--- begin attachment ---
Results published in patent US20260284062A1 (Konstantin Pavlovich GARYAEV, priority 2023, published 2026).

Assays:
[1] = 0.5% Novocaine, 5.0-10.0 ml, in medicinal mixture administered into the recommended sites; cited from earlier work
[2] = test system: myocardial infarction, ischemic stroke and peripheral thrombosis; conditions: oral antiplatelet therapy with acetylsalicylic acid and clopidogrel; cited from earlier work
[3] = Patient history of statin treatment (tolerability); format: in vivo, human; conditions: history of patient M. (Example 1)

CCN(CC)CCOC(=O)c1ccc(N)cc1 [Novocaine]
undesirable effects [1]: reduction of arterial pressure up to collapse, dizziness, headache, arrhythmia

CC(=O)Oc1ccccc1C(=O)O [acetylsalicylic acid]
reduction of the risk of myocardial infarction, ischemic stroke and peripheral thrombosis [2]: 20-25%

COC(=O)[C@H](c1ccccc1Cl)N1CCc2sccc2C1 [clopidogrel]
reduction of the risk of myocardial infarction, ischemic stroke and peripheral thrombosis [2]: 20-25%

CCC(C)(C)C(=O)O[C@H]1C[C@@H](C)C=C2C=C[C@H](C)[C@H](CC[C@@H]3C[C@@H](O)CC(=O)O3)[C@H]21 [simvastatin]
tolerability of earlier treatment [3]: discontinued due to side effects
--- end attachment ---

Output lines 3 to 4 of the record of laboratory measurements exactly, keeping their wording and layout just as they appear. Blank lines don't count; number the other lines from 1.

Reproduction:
[1] = 0.5% Novocaine, 5.0-10.0 ml, in medicinal mixture administered into the recommended sites; cited from earlier work
[2] = test system: myocardial infarction, ischemic stroke and peripheral thrombosis; conditions: oral antiplatelet therapy with acetylsalicylic acid and clopidogrel; cited from earlier work